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The sport of racing pigeons began in Belgium in the 19th Century as a result of using homing pigeons to deliver messages in the days before the postal service, telephones and of course, email. Some experts suggest that the roots of pigeon racing can be traced back as far as 220AD, with mentions in the works of Roman author and philosopher Pliny. Primarily used by the military for carrying sensitive, timely information across borders and front lines, homing pigeons were the first domesticated bird and have been used for centuries to carry information between points, using their strong homing instinct to find their way. Interestingly, one of the World’s biggest providers of information, Reuters News Services began as a pigeon service sending stock prices between Belgium and Germany. Although the sport is often associated with the more mature pigeon fanciers, it is growing in popularity, with some birds changing hands for many thousands of pounds.
The best place to start if you’re considering getting involved in pigeon racing is an industry body such as the Royal Pigeon Racing Association (RPRA). It’s Royal because the Queen is patron of the sport and around 100 racing birds are kept in the lofts at Sandringham. The RPRA can help by supplying information on the type of equipment needed, where to buy racing birds and what to look for in a good racing pigeon – as well as information on the races themselves. The Association also has a beginners’ pack which it will send to anyone thinking about getting involved in the sport.
Contrary to popular belief you don’t need your own loft in order to enjoy pigeon racing, although if you do decide to build a loft this will involve an initial outlay. There is a system known as ‘One Loft Racing’ whereby owners can pay a loft manager to take care of their birds and set them off on race day. This also incurs a cost, but if you don’t have the space for a loft of your own it’s a great option. The one loft system usually involves four races in the year and you can opt to pay another entry fee and move your pigeon to another loft manager to continue its career, you can return the bird to the breeder or sell it to another fancier. As well as a home for your pigeons, you will also need to make sure your birds are vaccinated and receive appropriate veterinary care when needed; feed will also be a regular outlay. Apart from these things, you will also need to buy your bird or birds. Young birds and certain stock birds usually start around £50 - £75, although some of the most successful pigeons can carry a very hefty price tag reaching many thousands of pounds. The most expensive racing pigeon ever sold changed hands recently for a whopping $320,000! Some breeders will sell a ‘racing kit’ of four or six birds which usually has a very reasonable discount.
As well as the one loft system, those fanciers who are lucky enough to have their own lofts can enter a number of races across the world. On the day of a race owners will gather at the same release or ‘liberation’ point, and the winner is the bird who clocks up the highest average speed. There are many hazards along the way – predators, the weather, power lines and disorientation can all affect the outcome of a race. The distance between the liberation point and home is calculated in yards, and all birds from the same club are released together. Every bird is fitted with a rubber or electronic race ring which is placed in a clocking device or attached to computer when it returns home. The machine will then calculate the pigeon’s average speed and the one with the fastest average speed will take the victory spoils, which in some cases is a very large amount of money. The Brazilian Racing Grand Prix is the largest race in South America, while in Taiwan prize money for races can reach into the billions of NT dollars. South Africa is the home of the World’s largest and most extravagant one loft race. The Sun City Million Dollar Pigeon Race features 4,300 birds from 25 different countries competing for a slice of the $1.3 million prize fund. The overall winner pockets around $200,000, while other winners of the race can expect smaller amounts and other prizes such as cars.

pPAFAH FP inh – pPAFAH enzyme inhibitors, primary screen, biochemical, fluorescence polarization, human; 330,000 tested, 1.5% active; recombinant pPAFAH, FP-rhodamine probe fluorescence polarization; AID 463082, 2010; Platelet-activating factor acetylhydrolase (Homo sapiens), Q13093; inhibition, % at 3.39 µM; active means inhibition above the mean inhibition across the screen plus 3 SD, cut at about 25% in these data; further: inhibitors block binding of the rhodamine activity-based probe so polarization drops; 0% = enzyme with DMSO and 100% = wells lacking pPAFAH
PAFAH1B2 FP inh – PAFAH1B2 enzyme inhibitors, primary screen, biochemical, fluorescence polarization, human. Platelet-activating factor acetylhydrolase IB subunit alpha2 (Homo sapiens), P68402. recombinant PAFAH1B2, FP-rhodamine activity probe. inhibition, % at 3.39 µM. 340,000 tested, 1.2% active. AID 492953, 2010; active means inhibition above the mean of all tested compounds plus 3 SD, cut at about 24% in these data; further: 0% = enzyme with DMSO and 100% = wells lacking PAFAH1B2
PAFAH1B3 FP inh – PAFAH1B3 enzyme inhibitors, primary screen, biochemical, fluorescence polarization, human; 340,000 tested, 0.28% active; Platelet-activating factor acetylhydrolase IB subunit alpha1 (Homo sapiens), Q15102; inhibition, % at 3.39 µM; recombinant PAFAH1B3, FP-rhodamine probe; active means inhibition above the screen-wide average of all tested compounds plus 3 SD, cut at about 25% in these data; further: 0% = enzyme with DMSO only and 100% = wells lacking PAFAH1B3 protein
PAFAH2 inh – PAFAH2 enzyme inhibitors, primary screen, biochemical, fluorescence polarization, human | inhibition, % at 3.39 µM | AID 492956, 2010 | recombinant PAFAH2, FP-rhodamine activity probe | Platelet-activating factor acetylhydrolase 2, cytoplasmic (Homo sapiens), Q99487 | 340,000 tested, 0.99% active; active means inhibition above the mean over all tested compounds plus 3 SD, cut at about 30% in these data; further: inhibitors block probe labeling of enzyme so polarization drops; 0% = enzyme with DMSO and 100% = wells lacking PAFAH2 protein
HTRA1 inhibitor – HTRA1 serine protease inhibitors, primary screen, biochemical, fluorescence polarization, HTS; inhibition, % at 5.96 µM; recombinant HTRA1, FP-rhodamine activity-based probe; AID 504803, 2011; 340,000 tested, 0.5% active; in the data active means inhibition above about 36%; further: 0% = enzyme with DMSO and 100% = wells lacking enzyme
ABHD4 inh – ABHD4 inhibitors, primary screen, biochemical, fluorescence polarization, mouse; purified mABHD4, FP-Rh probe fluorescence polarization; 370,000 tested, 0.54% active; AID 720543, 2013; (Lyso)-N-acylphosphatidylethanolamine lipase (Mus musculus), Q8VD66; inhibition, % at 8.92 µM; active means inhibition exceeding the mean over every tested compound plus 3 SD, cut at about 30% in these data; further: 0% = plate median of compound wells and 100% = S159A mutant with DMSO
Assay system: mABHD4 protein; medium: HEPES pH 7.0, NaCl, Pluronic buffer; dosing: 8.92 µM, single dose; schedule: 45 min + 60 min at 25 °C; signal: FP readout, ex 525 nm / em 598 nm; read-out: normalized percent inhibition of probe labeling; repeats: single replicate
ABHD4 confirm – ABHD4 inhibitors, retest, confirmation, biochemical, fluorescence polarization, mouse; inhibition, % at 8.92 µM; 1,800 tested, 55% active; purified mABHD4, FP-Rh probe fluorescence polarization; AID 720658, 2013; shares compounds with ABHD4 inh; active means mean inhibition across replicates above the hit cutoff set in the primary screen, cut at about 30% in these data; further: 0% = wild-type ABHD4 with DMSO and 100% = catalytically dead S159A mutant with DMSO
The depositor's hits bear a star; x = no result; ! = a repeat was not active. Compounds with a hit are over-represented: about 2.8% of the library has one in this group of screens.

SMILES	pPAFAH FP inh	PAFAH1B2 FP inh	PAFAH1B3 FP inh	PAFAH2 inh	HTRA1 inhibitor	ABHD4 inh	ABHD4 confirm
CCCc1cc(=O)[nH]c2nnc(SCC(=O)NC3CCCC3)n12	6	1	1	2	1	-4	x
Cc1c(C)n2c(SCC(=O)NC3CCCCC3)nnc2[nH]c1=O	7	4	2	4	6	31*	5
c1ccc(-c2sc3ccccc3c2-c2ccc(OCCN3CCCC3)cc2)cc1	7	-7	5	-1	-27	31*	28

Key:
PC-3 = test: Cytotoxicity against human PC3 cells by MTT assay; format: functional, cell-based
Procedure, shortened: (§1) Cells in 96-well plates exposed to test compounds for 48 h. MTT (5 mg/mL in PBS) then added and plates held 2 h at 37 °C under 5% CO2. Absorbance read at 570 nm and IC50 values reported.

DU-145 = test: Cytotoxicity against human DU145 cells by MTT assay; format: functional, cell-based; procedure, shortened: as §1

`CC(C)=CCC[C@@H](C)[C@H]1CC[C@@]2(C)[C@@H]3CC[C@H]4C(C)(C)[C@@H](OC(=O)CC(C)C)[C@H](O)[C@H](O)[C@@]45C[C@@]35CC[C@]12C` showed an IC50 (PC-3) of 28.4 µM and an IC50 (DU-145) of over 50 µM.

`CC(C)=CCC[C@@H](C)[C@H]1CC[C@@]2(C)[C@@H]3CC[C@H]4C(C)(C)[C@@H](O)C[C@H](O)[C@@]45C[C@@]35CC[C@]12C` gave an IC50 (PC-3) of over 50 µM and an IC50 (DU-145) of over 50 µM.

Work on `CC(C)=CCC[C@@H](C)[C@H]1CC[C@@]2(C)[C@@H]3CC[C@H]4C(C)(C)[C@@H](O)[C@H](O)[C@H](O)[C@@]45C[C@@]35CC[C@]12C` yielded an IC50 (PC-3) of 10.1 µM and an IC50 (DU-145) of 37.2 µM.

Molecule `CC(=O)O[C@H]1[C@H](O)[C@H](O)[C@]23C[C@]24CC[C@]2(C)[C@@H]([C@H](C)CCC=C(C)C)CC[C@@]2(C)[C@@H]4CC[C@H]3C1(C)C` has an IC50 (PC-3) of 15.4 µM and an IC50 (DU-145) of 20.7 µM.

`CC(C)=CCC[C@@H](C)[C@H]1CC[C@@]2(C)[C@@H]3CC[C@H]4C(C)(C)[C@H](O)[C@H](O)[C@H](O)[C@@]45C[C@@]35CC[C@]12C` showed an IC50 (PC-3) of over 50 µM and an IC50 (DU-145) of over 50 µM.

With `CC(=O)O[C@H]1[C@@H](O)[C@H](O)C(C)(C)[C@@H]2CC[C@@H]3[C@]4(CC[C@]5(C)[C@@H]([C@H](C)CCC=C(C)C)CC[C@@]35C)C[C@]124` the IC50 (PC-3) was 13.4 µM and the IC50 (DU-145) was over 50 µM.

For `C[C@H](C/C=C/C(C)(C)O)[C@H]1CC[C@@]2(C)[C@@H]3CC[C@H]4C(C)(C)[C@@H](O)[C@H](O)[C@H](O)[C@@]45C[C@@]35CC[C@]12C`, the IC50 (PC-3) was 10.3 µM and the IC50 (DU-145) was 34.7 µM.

It is thought that homing pigeons use a wide range of skills to make their way home. Many experts believe that pigeons use their in-built solar and magnetic compasses to navigate their way across the globe. The Earth’s surface is littered with magnetic contours which, it is believed, the birds use to get back home. It is also thought that pigeons might also use the sun to navigate and many fanciers make sure their birds have the chance to track the movement of the sun before they’re released on race day. Some experts even believe that pigeons have the ability to recognise landmarks such as roads and rivers and research conducted by Oxford University is hoping to support or dispute this theory. The pigeon has a highly developed sense of smell and can absorb and detect odours through the wattle, the white crusty patch on its beak.
Fanciers argue that their birds are among the best cared for animals on the planet, with no expense spared on feed, housing and care. These birds are bred to race and are viewed by their owners as supreme athletes. However there is evidence to suggest that many birds never make it home and many return injured. Those that don’t make the grade are reported to be culled, although many fanciers will keep those non-racing birds on for breeding and training purposes.
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